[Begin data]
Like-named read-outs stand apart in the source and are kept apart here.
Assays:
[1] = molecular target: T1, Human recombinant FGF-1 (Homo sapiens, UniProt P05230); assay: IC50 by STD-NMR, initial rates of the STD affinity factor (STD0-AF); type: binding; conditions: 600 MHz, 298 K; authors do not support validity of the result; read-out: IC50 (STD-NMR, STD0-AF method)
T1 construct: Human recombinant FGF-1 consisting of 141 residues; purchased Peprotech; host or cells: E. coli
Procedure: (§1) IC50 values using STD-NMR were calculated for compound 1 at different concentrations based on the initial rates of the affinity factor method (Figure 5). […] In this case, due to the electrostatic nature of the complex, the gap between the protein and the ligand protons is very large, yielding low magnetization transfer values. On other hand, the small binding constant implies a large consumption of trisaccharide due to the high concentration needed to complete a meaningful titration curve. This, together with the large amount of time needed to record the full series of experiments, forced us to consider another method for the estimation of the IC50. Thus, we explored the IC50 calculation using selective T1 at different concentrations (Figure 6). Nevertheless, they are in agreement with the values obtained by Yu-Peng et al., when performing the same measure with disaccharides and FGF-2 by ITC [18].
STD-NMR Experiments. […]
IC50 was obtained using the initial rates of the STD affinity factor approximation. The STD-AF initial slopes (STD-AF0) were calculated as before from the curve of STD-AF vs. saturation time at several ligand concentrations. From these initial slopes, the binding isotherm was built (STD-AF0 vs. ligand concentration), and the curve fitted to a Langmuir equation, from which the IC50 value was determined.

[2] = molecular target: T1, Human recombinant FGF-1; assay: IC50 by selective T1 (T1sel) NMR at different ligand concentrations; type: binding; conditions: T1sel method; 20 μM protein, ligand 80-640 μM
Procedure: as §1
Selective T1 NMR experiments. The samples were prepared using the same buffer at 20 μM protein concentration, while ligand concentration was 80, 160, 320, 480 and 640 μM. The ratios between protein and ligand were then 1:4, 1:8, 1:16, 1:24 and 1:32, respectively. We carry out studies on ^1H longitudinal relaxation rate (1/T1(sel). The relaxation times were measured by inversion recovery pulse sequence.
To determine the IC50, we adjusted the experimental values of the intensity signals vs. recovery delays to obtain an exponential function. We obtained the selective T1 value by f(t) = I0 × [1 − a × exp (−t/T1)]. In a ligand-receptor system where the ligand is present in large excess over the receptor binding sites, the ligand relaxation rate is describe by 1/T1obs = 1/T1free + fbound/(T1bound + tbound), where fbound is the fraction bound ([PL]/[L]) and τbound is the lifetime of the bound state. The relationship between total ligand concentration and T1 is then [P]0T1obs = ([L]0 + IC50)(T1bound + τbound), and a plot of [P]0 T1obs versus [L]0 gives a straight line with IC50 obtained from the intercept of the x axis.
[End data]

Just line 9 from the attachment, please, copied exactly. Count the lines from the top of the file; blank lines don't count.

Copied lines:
Procedure: as §1